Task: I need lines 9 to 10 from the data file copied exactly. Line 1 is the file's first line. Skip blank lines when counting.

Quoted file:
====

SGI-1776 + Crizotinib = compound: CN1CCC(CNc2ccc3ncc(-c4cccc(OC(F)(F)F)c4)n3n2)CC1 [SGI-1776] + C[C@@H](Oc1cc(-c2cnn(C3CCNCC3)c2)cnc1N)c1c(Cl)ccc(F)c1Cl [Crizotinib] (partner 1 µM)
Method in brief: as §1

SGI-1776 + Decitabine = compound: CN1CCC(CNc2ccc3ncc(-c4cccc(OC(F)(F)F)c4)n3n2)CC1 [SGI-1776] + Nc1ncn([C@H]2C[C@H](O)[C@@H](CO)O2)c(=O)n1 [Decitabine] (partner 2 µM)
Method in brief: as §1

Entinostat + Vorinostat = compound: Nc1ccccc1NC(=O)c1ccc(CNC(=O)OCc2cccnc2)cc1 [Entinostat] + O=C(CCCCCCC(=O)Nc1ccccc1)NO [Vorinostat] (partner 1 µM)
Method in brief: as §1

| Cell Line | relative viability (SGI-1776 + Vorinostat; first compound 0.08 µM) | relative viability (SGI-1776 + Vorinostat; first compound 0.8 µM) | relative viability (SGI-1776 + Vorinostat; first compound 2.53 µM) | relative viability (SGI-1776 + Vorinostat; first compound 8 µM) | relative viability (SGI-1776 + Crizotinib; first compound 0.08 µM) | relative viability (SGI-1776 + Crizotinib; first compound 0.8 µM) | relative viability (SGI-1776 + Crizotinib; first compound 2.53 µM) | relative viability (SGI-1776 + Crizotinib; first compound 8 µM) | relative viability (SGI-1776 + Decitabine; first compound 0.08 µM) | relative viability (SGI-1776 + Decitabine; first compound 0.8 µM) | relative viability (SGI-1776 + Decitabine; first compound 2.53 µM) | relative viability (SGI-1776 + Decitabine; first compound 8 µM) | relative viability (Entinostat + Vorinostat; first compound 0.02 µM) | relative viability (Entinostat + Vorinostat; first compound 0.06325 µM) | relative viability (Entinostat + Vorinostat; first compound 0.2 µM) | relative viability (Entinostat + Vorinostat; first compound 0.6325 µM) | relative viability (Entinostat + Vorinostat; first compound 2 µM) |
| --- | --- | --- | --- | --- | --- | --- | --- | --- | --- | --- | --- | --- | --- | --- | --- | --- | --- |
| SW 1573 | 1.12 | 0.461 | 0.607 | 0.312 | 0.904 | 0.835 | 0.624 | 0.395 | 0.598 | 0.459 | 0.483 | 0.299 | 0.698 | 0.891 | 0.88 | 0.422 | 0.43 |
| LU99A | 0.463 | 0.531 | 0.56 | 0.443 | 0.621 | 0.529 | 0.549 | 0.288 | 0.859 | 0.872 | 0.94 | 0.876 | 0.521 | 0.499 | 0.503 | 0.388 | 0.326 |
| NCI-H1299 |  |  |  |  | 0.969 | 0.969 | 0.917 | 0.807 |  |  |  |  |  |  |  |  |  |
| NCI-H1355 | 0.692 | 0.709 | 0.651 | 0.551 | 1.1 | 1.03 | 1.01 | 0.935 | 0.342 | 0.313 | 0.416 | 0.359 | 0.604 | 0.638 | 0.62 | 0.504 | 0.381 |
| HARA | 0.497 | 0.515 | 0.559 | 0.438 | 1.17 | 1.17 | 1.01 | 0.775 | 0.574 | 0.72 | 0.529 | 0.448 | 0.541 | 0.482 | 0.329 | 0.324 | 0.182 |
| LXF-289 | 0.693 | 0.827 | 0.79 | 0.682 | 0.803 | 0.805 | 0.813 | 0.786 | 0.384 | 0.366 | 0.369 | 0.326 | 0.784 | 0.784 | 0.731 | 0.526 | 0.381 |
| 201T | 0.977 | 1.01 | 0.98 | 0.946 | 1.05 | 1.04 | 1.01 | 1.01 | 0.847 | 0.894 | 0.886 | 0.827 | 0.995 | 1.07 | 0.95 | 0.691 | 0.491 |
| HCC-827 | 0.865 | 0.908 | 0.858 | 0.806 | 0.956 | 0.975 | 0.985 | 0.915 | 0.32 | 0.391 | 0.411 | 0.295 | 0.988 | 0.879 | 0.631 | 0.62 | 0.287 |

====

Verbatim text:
| SW 1573 | 1.12 | 0.461 | 0.607 | 0.312 | 0.904 | 0.835 | 0.624 | 0.395 | 0.598 | 0.459 | 0.483 | 0.299 | 0.698 | 0.891 | 0.88 | 0.422 | 0.43 |
| LU99A | 0.463 | 0.531 | 0.56 | 0.443 | 0.621 | 0.529 | 0.549 | 0.288 | 0.859 | 0.872 | 0.94 | 0.876 | 0.521 | 0.499 | 0.503 | 0.388 | 0.326 |